Picking the right dog for you

What’s your lifestyle?

If you live alone in a small, third-floor apartment, for instance, adopting a large, active retriever-mix might not be the best choice … but then, if you’re a runner and want a partner for your jogs, or you have a large family of kids who will play with the dog all the time, it could be fine! A dog’s size, exercise requirements, friendliness, assertiveness and compatibility with children should all figure into your decision. Remember, you’re not just getting a dog; your new dog is getting a family!

Purebred or mixed breed?

How do you find out which dogs have the qualities you’re looking for? Information is the key: learn about the personalities of various breeds, visit with animals at a breeder, the shelter or a rescue group and speak with the breeder, an adoption counselor or volunteer for guidance.

Dogs fall into one of two categories: purebreds or mixed breeds. Most animal shelters and rescues have plenty of both. The only significant difference between the two is that purebreds, because their parents and other ancestors are all members of the same breed, are similar to a specific “breed standard.” This doesn’t always tell you much about a dog’s good health or how they behave, but it will help give you an idea of how big they are likely to get and whether their ears will be droopy or sharp and perky (and other such physical traits). With mixes, you’ll get a unique blending of traits.

Of course, the size, appearance and temperament of most mixed breed dogs can be predicted as well. After all, mixed breeds are simply combinations of different breeds. So if you know the ancestry of a particular mixed-breed puppy or can identify what type of dog he is (e.g., terrier mix), you have a good chance of knowing how he’ll turn out, too. Mixed breeds are also more likely to be free of genetic defects common to certain purebred dogs because of overbreeding. This is an advantage in mixed breeds known as hybrid vigor.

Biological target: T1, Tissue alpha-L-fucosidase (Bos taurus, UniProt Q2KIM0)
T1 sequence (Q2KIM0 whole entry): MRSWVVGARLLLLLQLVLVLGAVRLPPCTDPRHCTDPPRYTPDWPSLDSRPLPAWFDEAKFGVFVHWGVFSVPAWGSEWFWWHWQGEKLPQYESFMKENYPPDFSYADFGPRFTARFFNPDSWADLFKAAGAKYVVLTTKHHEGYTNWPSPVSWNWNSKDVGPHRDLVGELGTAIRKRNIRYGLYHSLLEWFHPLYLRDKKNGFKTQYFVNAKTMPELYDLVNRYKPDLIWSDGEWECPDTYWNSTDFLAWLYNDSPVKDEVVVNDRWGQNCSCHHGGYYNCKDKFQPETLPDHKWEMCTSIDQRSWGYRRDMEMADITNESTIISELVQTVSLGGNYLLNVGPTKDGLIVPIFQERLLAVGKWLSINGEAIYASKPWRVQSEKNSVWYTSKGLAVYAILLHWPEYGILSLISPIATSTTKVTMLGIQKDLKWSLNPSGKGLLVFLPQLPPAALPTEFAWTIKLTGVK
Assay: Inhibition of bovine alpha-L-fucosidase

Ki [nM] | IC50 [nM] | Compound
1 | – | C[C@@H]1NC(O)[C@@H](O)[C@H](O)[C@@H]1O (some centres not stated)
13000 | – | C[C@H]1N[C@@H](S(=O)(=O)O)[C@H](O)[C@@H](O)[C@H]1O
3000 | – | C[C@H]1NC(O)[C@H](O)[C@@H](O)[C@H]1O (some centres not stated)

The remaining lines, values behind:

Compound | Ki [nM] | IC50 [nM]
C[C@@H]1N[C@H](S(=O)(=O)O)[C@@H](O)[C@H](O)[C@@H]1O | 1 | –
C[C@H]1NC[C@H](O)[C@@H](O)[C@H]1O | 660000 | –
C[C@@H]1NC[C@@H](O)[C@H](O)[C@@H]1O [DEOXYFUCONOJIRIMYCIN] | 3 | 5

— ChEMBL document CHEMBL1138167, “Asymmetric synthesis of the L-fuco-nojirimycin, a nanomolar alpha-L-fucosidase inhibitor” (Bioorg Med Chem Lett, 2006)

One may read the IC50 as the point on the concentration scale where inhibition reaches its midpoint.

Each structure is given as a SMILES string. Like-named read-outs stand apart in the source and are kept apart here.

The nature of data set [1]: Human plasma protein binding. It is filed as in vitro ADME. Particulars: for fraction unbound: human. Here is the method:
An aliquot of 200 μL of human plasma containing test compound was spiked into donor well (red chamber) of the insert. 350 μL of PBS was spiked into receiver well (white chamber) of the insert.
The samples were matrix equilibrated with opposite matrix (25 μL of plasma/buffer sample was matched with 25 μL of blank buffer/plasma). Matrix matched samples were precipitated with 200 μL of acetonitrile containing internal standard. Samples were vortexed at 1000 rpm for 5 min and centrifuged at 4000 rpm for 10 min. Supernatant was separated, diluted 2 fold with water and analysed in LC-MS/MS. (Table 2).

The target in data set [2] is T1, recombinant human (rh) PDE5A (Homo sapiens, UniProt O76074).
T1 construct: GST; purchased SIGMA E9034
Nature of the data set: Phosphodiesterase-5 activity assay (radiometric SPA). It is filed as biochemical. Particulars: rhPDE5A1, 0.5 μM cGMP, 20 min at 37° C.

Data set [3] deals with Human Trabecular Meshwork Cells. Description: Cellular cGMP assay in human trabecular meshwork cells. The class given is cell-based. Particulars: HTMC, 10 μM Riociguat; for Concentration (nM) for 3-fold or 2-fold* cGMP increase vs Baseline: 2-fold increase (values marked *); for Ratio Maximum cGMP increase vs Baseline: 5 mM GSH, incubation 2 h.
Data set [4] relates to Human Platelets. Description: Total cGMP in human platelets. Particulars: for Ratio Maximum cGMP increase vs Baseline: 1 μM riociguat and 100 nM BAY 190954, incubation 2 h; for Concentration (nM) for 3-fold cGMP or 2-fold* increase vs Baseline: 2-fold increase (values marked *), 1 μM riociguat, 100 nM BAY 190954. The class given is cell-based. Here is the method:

If you have your heart set on a purebred dog, talk with owners of the breed and people familiar with the breed. They have a wealth of information that can help you decide if the breed would be a good fit for you and your family. The AKC is another great resource for information about a variety of registered breeds. In most instances, you will be getting a puppy so make sure that you know what you are getting into and the needs of your dog as they grow from a puppy to adulthood.

Now if you don’t want a puppy or if adopting a pet in need appeals to you, you may want to consider local shelters and rescue organizations.

Visit with shelter and/or rescue animals

While you’re at the shelter, keep in mind that the animals there will be stressed out; quite often, a dog’s true colors won’t show until he’s away from other animals and the shelter environment. So even if you walk past a kennel with a dog who isn’t vying for your attention, don’t count him out. He may just be a little scared or lonely.

Most adoption counselors can help you select canines who will match your lifestyle. When you spend time with each animal, consider the following questions:

How old is the dog? You may be thinking about getting a puppy, but young dogs usually require much more training and supervision. If you lack the time or patience to housetrain your pup or to correct problems like chewing and jumping, an adult dog may be a better choice.

How shy or assertive is the dog? Although an active, bouncy dog might catch your eye, a quieter pooch might be a better match if you just want a TV and hanging-out buddy.

Is the animal good with kids? Ask questions of the adoptions counselors, but remember, not all dogs will have a known history. In general, a friendly dog who likes to be touched and is not sensitive to handling and noise is a dog who will probably thrive in a house full of kids. If you get a puppy for your kids, remember that baby animals can be fragile and that, regardless of the dog’s age or breed, you’ll want to supervise his interactions with kids.

Choose a pal for life

Shelter and rescue animals deserve lifelong homes. If you’re looking for your perfect pal, check out local shelter and rescue groups websites, which can help you with your search. After all, you’re choosing a pal likely to be with you 10 to 15 years—or even longer. There’s a dog out there who will love being part of your family!